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# Cross-Product Woes

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Hey all, My camera operates in the Position,View,Up Vector manner; has a vector for position, a vector that it's looking at, and an up vector perpendicular to both vectors. To calculate the up vector, I use the cross product. I wrote my own Vector class today to help cement my understanding of vectors, and thought everything worked fine, until I tried to navigate in 3D with my camera implementation, which is limited to the x/z plane. The cross product as I initially wrote it gave an up vector that was perpendicular to the y and z planes, resulting in the world looking like it was turned on its side. Here's my original cross-product code (where vectors have an x, y, and z float, and calcMagnitude() merely uses pythagorean methods and stores the mag in a global variable):
void Vector::crossProduct(Vector v1, Vector v2)
{
x =  (v1.y*v2.z + v2.y*v1.z)*1.0f-(v1.x*v2.z + v2.x*v1.z)*0.0f+(v1.x*v2.y + v2.x*v1.y)*0.0f;
y =  (v1.y*v2.z + v2.y*v1.z)*0.0f-(v1.x*v2.z + v2.x*v1.z)*1.0f+(v1.x*v2.y + v2.x*v1.y)*0.0f;
z =  (v1.y*v2.z + v2.y*v1.z)*0.0f-(v1.x*v2.z + v2.x*v1.z)*0.0f+(v1.x*v2.y + v2.x*v1.y)*1.0f;

calcMagnitude();
}


However, I've discovered through tinkering around that reversing the x and z assignments results in what appears to be a normal camera view, like so:
void Vector::crossProduct(Vector v1, Vector v2)
{
z =  (v1.y*v2.z + v2.y*v1.z)*1.0f-(v1.x*v2.z + v2.x*v1.z)*0.0f+(v1.x*v2.y + v2.x*v1.y)*0.0f;
y =  (v1.y*v2.z + v2.y*v1.z)*0.0f-(v1.x*v2.z + v2.x*v1.z)*1.0f+(v1.x*v2.y + v2.x*v1.y)*0.0f;
x =  (v1.y*v2.z + v2.y*v1.z)*0.0f-(v1.x*v2.z + v2.x*v1.z)*0.0f+(v1.x*v2.y + v2.x*v1.y)*1.0f;

calcMagnitude();
}


Does anybody have any idea why this might be happening? Really sorry if it's something obvious, I've been at this for about 12 hours straight so far and am not thinking as clearly as I should be. Thanks so much, Aviosity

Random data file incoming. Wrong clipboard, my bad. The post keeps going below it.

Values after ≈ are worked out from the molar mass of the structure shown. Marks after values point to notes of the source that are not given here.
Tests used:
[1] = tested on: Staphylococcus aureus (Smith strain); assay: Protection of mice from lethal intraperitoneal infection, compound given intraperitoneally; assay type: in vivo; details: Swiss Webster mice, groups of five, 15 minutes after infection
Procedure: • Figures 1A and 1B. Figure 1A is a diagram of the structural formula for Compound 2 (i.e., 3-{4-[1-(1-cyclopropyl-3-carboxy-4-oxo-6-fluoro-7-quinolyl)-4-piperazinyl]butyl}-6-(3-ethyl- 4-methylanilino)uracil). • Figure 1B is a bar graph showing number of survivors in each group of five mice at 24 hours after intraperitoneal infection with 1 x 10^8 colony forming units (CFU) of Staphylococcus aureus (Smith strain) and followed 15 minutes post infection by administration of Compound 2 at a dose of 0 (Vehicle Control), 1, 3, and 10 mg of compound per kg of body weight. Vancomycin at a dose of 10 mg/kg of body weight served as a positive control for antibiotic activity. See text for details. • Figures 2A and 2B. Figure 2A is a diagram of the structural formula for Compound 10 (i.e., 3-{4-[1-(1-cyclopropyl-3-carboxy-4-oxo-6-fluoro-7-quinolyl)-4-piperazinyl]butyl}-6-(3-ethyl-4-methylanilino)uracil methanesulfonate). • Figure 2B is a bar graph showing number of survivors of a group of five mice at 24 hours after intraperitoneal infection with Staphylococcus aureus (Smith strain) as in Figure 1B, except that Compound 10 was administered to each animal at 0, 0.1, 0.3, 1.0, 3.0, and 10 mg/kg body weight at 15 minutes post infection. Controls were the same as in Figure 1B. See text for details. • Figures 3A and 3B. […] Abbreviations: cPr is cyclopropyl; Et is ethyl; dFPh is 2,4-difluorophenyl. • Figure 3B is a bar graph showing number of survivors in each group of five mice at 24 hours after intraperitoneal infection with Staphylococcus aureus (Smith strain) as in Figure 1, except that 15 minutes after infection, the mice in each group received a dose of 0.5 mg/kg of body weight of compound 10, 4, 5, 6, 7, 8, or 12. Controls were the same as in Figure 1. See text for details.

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I think your cross-product code is way off.
Where v1 and v2 are two vectors, and new_v is the resulting vectornew_v.x = v1.y * v2.z - v1.z * v2.ynew_v.y = v1.z * v2.x - v1.x * v2.znew_v.z = v1.x * v2.y - v1.y * v2.x
I'm not sure if you're doing camera-specific things, but the above is the correct cross-product for two vectors.

Hope that helps.

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As just mentioned, your maths are wrong.

The cross product can be considered as the expansion of the determinant:
| i  j  k  || Ux Uy Uz || Vx Vy Vz |

Your code should be changed to:

void Vector::crossProduct(Vector v1, Vector v2){	x =  (v1.y*v2.z - v2.y*v1.z)*1.0f-(v1.x*v2.z - v2.x*v1.z)*0.0f+(v1.x*v2.y - v2.x*v1.y)*0.0f;	y =  (v1.y*v2.z - v2.y*v1.z)*0.0f-(v1.x*v2.z - v2.x*v1.z)*1.0f+(v1.x*v2.y - v2.x*v1.y)*0.0f;	z =  (v1.y*v2.z - v2.y*v1.z)*0.0f-(v1.x*v2.z - v2.x*v1.z)*0.0f+(v1.x*v2.y - v2.x*v1.y)*1.0f;}

Notice the minus signs instead of the plus signs in the brackets.

However, that can be decomposed into what _goat wrote, as all those multiplies by zero are pointless.

As for using this in a camera, I refer you to another post of mine on the topic.

[Edited by - python_regious on December 4, 2005 10:34:41 AM]

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Your design is off as well. As written, you need to instantiate some non-meaningful Vector first, and then set it equal to the cross product of two others.

It makes more sense either to create and return a Vector that represents the cross product, or to define the operator "cross-product myself with the supplied Vector). Either of these ways, you don't produce the 'meaningless' Vector.

The first way might look like this:

friend Vector crossProduct(const Vector& v1, const Vector& v2) {  int x = // as before  int y = // as before  int z = // as before  return Vector(x, y, z);   // you should have the appropriate constructor defined, yes? The   // calcMagnitude() logic would take place there.}

The second way would be like:

void Vector::crossMultiplyBy(const Vector& other) {  x = // as before, except the current object plays the role of v1  y = // and so on.  z = // yadda yadda yadda...  calcMagnitude();}

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Thanks to all of you for catching my ignorant math errors...couldn't find the problem all night...still plowing through this math stuff, the goal is to teach myself the math. Thanks again!

Aviosity

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